It can become shrub-like in size given enough room to develop. It’s constrained by the tight quarters here. Purported to reseed, fingers crossed.
Looks like I trialed it/killed it back in 2010.
Marrubium supinum’s blooms are similar in structure to ballota, but with a slight wash of color.
I wouldn’t mind several more clumps of Kniphofia thompsonii dotted throughout.
Plectranthus neochilus still obligingly covers the stump of Cotinus ‘Grace,’ buried under there somewhere and quietly decomposing.
Some find the strong scent/stink/skunkiness offputting. I don’t scent it on the air, just on contact, when clipping it back.
Gerberas at the base of the plectranthus stump.
Other daises elsewhere in bloom include orange arctotis and maroon osteospermum.
I planted the Eriogonum crocatum a little too far from the paths for photos, so this one gives just the basic outline of the blooms which start out chartreuse and age to brown.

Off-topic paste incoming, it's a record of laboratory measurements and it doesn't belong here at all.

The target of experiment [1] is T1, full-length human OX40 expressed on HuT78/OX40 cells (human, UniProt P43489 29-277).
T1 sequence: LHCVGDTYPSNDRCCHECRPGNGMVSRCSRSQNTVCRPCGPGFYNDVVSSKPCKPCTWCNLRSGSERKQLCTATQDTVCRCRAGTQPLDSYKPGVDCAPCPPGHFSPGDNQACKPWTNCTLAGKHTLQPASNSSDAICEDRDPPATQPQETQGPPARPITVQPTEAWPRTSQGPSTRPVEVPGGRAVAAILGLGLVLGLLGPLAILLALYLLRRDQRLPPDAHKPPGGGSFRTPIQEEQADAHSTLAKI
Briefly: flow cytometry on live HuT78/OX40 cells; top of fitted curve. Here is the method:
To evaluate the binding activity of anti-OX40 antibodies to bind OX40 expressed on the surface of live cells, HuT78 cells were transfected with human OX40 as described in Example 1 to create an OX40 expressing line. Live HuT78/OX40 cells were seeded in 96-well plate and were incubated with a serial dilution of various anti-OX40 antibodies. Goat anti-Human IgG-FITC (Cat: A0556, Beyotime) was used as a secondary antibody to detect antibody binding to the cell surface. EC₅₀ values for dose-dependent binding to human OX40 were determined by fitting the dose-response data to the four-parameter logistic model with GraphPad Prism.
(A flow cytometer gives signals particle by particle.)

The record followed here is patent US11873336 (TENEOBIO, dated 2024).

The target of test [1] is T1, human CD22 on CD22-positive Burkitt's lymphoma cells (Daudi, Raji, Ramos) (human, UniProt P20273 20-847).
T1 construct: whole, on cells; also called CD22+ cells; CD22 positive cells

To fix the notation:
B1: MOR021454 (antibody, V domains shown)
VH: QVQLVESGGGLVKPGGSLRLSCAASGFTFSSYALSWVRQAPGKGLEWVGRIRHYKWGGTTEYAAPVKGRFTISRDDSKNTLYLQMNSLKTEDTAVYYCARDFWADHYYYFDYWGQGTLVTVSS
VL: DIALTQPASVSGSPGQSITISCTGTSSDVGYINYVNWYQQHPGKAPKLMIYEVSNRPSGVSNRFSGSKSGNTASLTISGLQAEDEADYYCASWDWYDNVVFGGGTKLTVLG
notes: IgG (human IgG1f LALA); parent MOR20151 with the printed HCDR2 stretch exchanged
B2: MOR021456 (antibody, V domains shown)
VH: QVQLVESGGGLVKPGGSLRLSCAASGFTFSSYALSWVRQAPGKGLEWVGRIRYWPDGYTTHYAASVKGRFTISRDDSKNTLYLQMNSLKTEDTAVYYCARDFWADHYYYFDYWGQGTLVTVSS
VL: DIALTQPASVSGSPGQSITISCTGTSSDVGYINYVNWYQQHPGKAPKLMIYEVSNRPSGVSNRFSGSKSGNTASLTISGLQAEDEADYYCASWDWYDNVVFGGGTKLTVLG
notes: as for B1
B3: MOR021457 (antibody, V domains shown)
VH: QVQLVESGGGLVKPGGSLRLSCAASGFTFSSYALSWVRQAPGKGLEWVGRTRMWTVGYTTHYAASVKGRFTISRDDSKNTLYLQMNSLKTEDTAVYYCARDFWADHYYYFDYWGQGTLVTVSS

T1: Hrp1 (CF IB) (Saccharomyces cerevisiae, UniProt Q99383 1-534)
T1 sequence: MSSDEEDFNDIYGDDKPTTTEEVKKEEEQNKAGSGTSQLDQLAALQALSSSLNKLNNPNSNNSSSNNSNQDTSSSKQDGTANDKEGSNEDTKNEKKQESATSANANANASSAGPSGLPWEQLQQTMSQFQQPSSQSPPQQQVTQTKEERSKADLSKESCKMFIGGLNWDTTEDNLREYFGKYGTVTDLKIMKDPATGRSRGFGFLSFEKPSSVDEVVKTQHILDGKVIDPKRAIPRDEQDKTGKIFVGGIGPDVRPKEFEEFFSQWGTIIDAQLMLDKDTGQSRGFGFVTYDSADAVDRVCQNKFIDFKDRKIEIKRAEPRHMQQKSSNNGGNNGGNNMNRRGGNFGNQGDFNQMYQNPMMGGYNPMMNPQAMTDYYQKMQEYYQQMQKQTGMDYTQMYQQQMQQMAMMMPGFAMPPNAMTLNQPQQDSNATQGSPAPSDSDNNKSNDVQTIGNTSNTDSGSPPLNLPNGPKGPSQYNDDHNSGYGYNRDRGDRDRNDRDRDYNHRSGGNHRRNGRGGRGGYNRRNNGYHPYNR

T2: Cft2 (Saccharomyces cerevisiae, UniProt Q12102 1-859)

I can’t wait for it to bulk up some more. I really do try to stick to the never-walk-on-the-garden rule, especially with clay like mine that compacts so easily.
The potted camellia on the front porch hasn’t gotten much play on Bloom Day though it’s been in bloom a few months.
Erodium pelargoniflorum reseeds into the gravel amongst the agaves in the front of the house.
If kept watered, it would probably bloom into summer. I say embrace the ephemeral!
Anisodontea ‘Strybing Beauty’ is growing into quite a graceful presence, loose and open.
Last year the mallows were represented by Sphaeralcea ‘Newleaze Coral,’ a wonderful plant for a much bigger garden than mine.